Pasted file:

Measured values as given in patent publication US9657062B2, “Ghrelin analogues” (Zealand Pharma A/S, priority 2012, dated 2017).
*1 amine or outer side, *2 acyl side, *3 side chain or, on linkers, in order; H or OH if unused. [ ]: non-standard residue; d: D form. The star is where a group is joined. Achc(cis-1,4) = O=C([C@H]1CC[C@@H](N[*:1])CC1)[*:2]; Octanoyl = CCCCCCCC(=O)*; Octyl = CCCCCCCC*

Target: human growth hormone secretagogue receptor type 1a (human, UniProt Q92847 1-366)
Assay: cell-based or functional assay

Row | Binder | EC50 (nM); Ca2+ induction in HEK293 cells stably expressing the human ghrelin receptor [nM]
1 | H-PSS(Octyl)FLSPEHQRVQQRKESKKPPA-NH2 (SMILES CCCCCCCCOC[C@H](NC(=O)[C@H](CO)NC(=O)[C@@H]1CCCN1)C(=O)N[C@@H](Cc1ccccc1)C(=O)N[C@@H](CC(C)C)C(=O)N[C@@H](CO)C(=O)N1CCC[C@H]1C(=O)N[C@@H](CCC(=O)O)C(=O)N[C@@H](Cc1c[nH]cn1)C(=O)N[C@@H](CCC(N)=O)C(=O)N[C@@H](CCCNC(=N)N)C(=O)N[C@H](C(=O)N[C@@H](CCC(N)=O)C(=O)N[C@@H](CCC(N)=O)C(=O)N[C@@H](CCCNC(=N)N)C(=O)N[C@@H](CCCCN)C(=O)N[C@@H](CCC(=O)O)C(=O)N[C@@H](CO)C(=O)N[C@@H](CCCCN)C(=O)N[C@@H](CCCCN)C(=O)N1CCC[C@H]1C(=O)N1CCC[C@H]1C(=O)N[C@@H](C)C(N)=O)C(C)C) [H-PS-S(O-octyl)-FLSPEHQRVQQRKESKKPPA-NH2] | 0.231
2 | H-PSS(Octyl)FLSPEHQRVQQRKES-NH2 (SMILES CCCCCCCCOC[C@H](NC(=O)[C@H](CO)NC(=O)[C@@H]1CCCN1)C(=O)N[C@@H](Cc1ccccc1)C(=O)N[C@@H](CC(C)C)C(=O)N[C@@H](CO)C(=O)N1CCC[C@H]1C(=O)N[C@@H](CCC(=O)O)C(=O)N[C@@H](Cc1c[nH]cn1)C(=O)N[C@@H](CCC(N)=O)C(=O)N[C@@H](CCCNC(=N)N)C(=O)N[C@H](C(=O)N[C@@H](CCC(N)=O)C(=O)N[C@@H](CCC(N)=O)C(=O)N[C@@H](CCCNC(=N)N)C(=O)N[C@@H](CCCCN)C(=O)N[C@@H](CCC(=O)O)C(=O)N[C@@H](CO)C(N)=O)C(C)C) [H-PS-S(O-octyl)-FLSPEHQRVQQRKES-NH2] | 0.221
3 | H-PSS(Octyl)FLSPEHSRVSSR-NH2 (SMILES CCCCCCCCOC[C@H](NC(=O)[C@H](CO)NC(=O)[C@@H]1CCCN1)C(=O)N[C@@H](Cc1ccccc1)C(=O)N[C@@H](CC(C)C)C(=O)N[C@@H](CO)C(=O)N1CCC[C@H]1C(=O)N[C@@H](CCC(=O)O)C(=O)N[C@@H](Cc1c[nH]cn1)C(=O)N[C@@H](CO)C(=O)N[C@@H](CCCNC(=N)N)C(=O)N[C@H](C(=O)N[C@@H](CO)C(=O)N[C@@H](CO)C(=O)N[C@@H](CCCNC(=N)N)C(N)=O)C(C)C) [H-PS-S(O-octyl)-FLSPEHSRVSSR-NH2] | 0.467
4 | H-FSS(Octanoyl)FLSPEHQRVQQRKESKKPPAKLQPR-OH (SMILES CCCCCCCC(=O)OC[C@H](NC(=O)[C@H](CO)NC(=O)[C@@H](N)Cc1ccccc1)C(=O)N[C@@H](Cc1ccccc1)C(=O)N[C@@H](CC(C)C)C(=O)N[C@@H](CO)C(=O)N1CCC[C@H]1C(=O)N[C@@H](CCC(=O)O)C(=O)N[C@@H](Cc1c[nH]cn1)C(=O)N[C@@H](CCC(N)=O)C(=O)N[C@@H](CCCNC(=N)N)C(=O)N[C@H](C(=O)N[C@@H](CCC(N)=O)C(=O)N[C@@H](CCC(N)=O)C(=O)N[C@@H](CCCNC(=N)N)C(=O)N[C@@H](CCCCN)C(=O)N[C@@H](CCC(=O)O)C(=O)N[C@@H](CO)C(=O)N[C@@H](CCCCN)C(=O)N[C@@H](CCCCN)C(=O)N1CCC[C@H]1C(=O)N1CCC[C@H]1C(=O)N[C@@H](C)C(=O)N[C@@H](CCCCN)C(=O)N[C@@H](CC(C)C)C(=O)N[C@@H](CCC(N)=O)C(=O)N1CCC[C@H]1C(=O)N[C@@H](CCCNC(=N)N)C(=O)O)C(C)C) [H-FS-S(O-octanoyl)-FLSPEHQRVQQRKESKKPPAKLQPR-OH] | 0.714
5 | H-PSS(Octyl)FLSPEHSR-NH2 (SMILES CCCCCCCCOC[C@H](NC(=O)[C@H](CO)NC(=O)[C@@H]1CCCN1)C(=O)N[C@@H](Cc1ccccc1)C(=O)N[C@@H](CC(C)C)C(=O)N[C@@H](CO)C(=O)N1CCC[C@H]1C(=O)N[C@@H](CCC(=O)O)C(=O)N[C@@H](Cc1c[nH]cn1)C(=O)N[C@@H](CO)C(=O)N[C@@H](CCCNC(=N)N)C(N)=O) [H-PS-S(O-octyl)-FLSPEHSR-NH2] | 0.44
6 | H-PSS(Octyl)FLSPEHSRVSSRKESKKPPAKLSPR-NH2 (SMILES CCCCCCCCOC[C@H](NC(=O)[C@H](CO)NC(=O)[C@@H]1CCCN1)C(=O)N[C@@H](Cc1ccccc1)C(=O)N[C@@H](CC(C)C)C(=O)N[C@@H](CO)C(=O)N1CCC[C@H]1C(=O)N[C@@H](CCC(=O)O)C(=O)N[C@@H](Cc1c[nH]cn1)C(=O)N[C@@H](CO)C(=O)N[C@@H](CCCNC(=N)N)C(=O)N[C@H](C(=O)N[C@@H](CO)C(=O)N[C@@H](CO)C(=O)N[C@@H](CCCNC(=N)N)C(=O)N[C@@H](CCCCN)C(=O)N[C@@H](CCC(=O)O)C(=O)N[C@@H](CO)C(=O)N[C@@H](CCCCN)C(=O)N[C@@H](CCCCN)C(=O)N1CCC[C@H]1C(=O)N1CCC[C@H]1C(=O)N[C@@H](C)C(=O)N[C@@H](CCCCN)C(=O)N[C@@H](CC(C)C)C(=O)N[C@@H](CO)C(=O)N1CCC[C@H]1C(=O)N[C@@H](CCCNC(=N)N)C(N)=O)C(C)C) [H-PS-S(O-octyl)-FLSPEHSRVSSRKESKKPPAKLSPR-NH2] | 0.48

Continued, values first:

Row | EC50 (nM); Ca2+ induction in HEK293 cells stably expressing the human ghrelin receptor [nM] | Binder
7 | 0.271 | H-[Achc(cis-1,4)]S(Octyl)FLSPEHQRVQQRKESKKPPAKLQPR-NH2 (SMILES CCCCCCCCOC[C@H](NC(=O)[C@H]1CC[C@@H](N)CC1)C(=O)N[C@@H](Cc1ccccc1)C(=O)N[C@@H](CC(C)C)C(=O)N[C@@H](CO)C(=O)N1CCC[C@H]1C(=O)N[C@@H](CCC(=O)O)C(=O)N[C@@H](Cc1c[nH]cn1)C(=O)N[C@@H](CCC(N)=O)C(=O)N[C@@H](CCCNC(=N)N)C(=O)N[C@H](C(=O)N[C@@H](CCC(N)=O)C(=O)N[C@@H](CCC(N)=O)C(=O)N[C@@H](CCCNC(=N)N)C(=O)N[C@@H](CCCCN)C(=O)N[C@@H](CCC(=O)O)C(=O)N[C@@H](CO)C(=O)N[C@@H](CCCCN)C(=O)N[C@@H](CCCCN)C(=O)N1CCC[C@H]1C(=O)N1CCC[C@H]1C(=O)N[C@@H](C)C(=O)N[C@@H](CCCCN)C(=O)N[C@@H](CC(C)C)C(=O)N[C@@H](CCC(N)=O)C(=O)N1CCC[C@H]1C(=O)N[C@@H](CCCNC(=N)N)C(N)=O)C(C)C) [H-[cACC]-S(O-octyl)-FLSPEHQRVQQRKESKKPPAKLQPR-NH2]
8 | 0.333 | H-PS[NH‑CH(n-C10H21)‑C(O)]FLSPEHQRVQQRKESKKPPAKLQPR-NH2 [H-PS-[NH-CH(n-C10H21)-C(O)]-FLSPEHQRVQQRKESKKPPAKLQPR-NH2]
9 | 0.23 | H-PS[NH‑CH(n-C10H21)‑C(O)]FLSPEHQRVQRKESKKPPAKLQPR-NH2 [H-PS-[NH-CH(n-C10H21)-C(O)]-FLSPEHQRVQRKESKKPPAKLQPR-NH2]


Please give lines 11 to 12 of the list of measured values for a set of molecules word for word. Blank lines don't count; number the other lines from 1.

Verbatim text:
6 | H-PSS(Octyl)FLSPEHSRVSSRKESKKPPAKLSPR-NH2 (SMILES CCCCCCCCOC[C@H](NC(=O)[C@H](CO)NC(=O)[C@@H]1CCCN1)C(=O)N[C@@H](Cc1ccccc1)C(=O)N[C@@H](CC(C)C)C(=O)N[C@@H](CO)C(=O)N1CCC[C@H]1C(=O)N[C@@H](CCC(=O)O)C(=O)N[C@@H](Cc1c[nH]cn1)C(=O)N[C@@H](CO)C(=O)N[C@@H](CCCNC(=N)N)C(=O)N[C@H](C(=O)N[C@@H](CO)C(=O)N[C@@H](CO)C(=O)N[C@@H](CCCNC(=N)N)C(=O)N[C@@H](CCCCN)C(=O)N[C@@H](CCC(=O)O)C(=O)N[C@@H](CO)C(=O)N[C@@H](CCCCN)C(=O)N[C@@H](CCCCN)C(=O)N1CCC[C@H]1C(=O)N1CCC[C@H]1C(=O)N[C@@H](C)C(=O)N[C@@H](CCCCN)C(=O)N[C@@H](CC(C)C)C(=O)N[C@@H](CO)C(=O)N1CCC[C@H]1C(=O)N[C@@H](CCCNC(=N)N)C(N)=O)C(C)C) [H-PS-S(O-octyl)-FLSPEHSRVSSRKESKKPPAKLSPR-NH2] | 0.48

Continued, values first: